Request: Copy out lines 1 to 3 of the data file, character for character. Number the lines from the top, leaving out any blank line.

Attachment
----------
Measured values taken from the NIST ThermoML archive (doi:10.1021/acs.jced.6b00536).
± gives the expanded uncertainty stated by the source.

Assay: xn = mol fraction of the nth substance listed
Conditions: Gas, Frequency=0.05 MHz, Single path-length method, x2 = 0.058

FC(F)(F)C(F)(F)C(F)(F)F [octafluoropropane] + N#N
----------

Measured values taken from the NIST ThermoML archive (doi:10.1021/acs.jced.6b00536).
± gives the expanded uncertainty stated by the source.

Assay: xn = mol fraction of the nth substance listed